‘Lanterne Rouge’ by Max Leonard

Leonard’s book is not a biography of the author of this occasional column (unfortunately) but an investigation into the ‘award’ given to the rider who finishes last in the Tour de France.

This prize used to be well-regarded and even fought over although nowadays it is not much respected. Before the days of high salaries many riders earned the bulk of their income by riding criteriums after the Tour was over and the Lanterne was usually invited and so had a chance to make a few francs. Leonard’s book recounts the stories of some of the various Lanterne Rouges over the years and puts their exploits into the context of each year’s Tour. And so there is a roll-call of largely unknown riders whose claim to fame this is – Arsene Millochau (the first in 1903), Englishman Tony Hoar in 1955, Gerhard Schonbacher (twice a ‘winner’ in 1979 and 1980), Wim Vansevenant (three times a holder), Spanish brothers Igor and Iker Flores in 2002 and 2005 and others. Some are now known for other exploits  – for example Svein Tuft ‘won’ in 2013, although most are largely forgotten.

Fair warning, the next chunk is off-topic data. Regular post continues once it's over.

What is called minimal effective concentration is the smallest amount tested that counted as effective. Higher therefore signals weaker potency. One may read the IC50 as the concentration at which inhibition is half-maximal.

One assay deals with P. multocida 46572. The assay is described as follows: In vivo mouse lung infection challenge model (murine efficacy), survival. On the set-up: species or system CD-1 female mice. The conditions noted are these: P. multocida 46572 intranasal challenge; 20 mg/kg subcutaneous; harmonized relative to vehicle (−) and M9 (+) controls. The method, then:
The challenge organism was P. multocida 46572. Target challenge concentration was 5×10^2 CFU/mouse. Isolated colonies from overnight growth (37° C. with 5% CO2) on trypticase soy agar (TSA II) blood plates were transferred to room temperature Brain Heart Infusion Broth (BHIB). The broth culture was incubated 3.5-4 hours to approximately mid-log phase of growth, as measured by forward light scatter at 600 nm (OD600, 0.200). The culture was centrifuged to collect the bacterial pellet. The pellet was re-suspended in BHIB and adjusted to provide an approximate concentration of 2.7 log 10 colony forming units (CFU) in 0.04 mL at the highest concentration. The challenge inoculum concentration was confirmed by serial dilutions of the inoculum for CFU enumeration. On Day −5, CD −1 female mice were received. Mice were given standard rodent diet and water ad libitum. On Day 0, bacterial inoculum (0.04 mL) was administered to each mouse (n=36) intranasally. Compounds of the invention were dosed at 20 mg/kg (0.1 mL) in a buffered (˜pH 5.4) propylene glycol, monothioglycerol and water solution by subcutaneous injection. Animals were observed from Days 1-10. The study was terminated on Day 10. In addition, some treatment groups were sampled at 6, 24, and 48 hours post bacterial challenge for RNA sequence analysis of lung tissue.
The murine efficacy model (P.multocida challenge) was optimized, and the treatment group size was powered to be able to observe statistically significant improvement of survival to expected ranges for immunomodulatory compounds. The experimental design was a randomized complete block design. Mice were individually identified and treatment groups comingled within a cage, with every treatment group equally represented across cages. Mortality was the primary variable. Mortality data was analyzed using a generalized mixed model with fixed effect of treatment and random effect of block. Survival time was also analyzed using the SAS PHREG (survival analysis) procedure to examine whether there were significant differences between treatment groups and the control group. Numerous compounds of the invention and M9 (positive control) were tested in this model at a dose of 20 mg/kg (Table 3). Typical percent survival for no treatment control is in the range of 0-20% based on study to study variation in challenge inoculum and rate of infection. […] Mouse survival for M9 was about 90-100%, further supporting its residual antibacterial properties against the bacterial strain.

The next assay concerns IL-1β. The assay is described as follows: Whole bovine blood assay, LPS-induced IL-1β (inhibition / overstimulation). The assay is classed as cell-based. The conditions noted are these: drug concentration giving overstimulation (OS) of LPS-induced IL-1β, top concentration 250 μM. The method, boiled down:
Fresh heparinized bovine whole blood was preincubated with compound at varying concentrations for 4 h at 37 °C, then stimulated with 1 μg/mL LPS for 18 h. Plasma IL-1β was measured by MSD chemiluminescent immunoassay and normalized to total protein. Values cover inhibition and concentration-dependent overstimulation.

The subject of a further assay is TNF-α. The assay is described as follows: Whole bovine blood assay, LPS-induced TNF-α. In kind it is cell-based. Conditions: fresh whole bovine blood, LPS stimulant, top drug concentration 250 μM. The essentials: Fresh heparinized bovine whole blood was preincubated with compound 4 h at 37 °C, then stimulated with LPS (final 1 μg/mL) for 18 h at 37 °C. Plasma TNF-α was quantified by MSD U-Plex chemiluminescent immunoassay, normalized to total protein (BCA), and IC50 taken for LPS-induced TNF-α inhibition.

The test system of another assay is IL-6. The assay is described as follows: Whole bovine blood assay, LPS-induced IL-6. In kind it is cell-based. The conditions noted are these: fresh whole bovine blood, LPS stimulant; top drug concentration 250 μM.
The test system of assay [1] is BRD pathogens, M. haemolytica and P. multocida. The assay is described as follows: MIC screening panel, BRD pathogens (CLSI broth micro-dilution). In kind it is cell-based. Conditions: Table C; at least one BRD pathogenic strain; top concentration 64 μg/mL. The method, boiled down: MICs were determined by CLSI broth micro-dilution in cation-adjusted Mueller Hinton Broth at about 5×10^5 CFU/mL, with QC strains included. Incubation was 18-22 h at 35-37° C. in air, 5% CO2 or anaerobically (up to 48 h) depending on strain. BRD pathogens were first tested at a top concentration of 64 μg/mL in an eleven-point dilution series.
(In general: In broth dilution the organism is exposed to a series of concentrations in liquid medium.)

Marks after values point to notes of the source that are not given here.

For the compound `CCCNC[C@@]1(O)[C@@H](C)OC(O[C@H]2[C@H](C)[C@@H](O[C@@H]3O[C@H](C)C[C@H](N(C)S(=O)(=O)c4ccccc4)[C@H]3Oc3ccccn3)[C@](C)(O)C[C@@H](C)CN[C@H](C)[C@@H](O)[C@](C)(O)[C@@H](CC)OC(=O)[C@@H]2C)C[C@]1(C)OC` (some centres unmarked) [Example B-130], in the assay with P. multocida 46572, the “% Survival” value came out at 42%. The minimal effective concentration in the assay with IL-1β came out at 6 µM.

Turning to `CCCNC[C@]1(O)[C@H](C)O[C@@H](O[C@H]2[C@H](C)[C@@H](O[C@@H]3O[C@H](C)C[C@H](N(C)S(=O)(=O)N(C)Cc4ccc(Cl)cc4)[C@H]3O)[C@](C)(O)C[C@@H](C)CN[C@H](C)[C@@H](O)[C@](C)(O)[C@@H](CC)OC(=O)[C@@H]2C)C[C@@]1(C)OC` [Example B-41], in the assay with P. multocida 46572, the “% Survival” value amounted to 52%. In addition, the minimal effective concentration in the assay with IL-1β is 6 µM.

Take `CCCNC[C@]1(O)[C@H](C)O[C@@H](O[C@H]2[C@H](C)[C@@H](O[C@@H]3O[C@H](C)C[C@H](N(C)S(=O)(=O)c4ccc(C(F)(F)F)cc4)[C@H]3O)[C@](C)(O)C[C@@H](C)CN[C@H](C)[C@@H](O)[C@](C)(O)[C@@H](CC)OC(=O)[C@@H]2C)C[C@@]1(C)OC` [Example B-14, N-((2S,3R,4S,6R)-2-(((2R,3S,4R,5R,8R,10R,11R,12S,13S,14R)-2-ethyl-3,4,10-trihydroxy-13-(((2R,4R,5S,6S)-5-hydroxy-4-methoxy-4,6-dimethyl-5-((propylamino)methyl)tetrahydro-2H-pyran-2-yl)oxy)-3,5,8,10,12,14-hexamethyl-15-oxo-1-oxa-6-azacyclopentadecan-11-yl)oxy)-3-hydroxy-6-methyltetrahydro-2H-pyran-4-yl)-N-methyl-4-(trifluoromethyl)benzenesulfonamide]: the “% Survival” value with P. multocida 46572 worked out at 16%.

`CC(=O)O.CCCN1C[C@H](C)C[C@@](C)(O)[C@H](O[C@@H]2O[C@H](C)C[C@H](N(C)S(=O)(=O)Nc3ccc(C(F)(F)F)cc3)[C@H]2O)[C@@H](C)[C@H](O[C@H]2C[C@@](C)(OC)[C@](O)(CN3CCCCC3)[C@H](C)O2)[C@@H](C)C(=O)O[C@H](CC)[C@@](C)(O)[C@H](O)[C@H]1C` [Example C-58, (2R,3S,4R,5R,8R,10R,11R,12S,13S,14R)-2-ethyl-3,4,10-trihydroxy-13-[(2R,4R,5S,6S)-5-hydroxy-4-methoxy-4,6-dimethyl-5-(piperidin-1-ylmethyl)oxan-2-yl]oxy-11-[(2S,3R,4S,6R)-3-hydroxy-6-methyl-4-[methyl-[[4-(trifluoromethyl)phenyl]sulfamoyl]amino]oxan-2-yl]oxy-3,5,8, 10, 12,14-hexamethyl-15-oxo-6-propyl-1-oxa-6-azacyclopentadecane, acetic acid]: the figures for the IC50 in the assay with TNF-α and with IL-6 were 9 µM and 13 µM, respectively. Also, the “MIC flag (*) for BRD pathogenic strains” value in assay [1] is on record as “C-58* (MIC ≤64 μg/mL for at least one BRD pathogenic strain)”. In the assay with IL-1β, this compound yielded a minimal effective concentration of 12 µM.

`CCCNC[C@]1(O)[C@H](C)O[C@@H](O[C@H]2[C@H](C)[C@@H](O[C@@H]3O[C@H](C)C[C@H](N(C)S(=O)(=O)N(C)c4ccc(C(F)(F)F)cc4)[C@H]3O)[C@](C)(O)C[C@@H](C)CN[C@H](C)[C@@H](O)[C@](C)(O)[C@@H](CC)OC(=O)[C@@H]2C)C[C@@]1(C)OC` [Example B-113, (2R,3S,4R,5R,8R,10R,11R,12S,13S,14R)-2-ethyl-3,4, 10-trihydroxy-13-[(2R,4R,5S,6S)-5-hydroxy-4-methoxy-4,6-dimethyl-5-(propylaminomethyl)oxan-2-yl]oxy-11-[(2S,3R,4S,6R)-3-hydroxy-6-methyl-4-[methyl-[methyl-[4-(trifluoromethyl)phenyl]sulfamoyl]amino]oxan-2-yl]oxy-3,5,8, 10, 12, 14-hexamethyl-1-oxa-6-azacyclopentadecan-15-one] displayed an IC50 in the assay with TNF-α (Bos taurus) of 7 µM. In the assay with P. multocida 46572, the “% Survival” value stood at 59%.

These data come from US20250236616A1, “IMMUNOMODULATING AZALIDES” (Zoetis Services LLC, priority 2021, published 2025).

Leonard’s thesis (essentially) is that winning is not everything and there is a nobility and a place in heaven for those that come last and the stories of the losers are as deserving of re-telling as those of the winner’s. This may well be true and coming last is (probably) better than abandoning half-way through the Tour, but some riders became so desperate to be last that they resorted to cheating; hiding in bushes while the peloton passed or deliberately riding slowly. I see no nobility in this; cheating is cheating whether you do it to win or to lose. However, Leonard writes well and clearly loves his subject and his book casts a light on one of the more unusual aspects of our sport.

It seems all the rage now to regard losing as the new winning (see the Labour party at the recent election) so perhaps the Lanterne Rouge prize will be resurrected this year. After all, whether one likes it or not, where there’s a winner, there’s a loser and, like the child’s birthday party, maybe everyone deserves some sort of prize.

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